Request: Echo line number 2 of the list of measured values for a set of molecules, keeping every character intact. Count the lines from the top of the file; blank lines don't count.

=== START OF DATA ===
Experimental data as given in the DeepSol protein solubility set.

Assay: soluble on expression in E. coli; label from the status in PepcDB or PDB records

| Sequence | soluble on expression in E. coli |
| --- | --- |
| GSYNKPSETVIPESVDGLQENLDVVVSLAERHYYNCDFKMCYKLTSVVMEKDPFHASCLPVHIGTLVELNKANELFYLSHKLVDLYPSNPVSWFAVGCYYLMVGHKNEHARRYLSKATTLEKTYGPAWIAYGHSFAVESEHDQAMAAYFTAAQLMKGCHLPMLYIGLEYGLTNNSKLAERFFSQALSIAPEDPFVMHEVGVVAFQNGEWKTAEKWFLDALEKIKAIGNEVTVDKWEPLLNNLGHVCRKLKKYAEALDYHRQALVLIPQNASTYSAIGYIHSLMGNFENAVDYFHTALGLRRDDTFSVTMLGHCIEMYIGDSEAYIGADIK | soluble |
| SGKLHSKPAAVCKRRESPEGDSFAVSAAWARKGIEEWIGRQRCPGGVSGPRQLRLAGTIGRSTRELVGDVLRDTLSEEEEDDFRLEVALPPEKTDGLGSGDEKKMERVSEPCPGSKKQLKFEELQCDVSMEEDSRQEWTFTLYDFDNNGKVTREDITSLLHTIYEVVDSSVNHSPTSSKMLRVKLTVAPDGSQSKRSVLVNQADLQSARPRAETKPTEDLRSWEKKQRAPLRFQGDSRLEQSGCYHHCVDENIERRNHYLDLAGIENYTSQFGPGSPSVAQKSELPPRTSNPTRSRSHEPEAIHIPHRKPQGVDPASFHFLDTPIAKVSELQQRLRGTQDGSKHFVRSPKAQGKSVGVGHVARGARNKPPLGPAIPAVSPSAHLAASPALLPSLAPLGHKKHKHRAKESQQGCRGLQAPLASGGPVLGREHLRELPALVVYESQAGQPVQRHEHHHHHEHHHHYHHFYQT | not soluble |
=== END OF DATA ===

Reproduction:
Assay: soluble on expression in E. coli; label from the status in PepcDB or PDB records